Bottom of the Barrel
The phone rang one morning as I was rushing out the door to get to class. I almost let the machine take it, but as all my family live in Scotland and England, I never want to miss a chance to hear their voices. It was Marlene.
“Sheila, I need you to do me a favor,” she said.
“Sure. Just name it; what do you need?”
“I need you to speak at a women’s luncheon at a country club in Palm Springs on Saturday.”
I laughed. “I would rather stick my hand in a blender than do that!”
Marlene persisted, “Sheila, I really need you to do this.” “Marlene, you know I don’t do things like that,” I reasoned. “I know that,” she said, “but I’m stuck.”
“Ask someone else,” I said. “You know lots of women who are talented speakers. I’ve been a singer and a talk-show host, but I’m not a speaker — never have been, never will be. Thank you, and amen!”
“Okay,” Marlene finally admitted, “here’s the deal. I’ve already asked everybody else. You are the bottom of the barrel.”
Honestly, that was the only reason I said I would do it. I mean, how high could the expectations be from the bottom of the barrel?
Then Saturday morning rolled around, and I was so mad at myself for agreeing to speak. Have you ever done that? You say yes to something, not really thinking it through, then suddenly it’s upon you and you start praying for the imminent return of Christ.
I took a look at my sparse wardrobe and sighed. I’d left my five years’ worth of on-air clothes behind me in Virginia Beach for the next cohost, and I had nothing suitable for a country club lunch in Palm Springs.
Finally settling on a pair of dress slacks and a silk blouse, I dressed and dragged my sorry self out to my car. It was about an hour’s drive from my apartment to Palm Springs, and I complained to the Lord the entire trip: “I don’t have anything to say! What do I have in common with these women? Why didn’t You stop me? This is not going to make You look good, you know!”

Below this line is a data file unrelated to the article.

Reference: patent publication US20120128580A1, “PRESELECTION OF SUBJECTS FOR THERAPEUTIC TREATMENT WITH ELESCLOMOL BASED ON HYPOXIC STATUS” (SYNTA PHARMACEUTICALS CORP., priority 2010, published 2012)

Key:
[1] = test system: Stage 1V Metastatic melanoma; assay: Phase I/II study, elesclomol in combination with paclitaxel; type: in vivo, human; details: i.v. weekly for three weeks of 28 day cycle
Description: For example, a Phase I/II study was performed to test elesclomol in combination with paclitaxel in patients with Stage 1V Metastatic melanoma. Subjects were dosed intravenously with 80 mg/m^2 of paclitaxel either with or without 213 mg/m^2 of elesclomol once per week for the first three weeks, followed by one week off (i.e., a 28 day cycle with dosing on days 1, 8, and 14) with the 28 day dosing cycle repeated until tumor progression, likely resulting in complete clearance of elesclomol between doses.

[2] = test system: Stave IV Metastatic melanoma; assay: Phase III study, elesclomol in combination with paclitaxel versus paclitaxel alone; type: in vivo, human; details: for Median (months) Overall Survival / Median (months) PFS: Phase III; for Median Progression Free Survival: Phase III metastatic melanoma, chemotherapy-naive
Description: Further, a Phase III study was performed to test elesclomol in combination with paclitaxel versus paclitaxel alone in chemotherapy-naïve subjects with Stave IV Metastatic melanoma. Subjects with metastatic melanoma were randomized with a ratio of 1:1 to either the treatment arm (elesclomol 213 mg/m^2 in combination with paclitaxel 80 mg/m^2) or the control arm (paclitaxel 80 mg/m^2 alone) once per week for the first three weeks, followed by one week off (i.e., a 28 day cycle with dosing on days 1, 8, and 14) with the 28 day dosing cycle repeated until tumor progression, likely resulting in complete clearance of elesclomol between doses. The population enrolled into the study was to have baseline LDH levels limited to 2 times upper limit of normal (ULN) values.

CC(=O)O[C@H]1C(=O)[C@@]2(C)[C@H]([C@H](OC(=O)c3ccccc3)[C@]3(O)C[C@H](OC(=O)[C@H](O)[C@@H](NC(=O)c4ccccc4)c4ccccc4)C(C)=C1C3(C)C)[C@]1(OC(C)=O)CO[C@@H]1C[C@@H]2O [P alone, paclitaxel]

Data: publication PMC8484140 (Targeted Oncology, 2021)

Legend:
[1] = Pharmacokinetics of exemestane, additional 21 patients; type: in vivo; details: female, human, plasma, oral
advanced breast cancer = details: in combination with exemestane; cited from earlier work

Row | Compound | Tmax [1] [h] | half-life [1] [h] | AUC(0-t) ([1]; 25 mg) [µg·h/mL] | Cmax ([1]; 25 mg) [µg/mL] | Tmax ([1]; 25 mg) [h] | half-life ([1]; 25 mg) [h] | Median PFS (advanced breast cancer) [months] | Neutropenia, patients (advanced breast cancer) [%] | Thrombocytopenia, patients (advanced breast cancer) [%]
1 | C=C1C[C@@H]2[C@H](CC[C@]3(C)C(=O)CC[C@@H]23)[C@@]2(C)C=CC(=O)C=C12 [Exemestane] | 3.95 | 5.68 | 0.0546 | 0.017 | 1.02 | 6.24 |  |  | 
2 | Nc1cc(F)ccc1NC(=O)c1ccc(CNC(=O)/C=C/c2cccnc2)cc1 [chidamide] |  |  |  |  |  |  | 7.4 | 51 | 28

Lord, This Is Not Funny!
As I pulled into the palm tree–lined driveway, I saw exquisitely dressed women relinquishing their car keys to young valets in red blazers.
“Good grief!” I said. “Lord, this is not funny. I have no idea what to do here!”
I heard in my heart, I do. Follow Me.
I was received in the lobby by a very kind welcoming committee. I was sorely tempted to introduce myself with, “Hello. Some call me Sheila, but you may refer to me as the bottom of the barrel,” but I didn’t. After a delicious-looking lunch, which I was too nervous to touch, the chair-lady introduced me. She was obviously not aware of the “bottom of the barrel” thing. She talked about my years in broadcasting at the BBC in London, my books, my music, and my years as cohost of The 700 Club. I could feel the expectation level in the room rise in direct proportion to how low I was slipping in my chair.
I walked slowly to the platform with my heart thudding in my chest and climbed the five steps that took me to the podium. I closed my eyes for a moment, feeling two things: one, I felt unbearably inadequate; two, I was deeply aware of the presence of Christ. I heard Him say to my heart, Just tell the truth. So I did.